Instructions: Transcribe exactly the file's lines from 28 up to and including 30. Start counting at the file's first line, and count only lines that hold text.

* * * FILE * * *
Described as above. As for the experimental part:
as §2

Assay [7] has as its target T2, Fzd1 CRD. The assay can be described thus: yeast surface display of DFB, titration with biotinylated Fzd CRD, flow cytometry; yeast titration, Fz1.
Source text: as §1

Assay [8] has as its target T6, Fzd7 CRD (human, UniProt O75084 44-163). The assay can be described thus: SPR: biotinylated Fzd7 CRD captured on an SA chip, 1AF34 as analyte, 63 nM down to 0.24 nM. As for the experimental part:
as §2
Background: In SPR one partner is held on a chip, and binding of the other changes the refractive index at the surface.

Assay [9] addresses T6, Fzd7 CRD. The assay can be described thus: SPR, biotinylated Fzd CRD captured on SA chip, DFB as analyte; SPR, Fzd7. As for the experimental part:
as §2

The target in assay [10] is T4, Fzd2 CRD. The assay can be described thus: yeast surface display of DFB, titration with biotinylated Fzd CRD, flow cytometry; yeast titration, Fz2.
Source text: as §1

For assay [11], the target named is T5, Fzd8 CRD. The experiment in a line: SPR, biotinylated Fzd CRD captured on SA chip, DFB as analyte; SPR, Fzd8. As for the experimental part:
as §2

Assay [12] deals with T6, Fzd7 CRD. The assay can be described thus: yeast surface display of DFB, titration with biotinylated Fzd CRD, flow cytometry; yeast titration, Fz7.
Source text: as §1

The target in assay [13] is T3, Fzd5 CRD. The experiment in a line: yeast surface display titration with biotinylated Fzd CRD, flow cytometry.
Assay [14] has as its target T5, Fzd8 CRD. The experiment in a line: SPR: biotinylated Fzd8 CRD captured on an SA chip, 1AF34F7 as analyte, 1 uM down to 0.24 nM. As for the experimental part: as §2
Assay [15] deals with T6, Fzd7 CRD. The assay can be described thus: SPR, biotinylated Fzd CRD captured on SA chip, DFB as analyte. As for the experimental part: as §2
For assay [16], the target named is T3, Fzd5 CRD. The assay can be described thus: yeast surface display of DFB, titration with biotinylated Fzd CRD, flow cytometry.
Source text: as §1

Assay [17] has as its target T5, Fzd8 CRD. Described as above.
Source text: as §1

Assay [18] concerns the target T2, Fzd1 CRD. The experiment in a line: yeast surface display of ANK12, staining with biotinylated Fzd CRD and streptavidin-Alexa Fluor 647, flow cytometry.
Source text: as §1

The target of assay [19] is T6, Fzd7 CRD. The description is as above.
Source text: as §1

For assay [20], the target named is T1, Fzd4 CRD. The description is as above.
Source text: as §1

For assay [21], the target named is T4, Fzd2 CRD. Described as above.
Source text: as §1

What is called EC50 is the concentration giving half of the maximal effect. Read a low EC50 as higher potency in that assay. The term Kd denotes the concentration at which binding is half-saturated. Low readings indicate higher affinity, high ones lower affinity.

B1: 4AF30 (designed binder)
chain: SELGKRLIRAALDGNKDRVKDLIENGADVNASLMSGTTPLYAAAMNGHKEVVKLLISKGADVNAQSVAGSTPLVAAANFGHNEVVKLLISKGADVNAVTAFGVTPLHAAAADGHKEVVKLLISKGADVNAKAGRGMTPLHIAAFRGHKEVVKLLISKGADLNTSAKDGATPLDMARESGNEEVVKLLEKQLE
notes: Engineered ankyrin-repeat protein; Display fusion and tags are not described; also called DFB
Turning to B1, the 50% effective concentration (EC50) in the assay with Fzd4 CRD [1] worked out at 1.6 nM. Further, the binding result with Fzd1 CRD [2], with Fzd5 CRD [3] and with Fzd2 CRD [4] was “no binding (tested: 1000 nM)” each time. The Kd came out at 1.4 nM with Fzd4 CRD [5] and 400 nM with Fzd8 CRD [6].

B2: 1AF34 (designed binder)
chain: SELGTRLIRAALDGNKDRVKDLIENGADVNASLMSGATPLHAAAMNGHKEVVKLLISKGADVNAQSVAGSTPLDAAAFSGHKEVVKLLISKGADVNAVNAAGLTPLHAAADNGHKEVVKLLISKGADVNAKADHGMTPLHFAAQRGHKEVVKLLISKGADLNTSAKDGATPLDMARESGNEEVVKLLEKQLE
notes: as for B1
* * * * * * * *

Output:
Source text: as §1

For assay [21], the target named is T4, Fzd2 CRD. Described as above.
Source text: as §1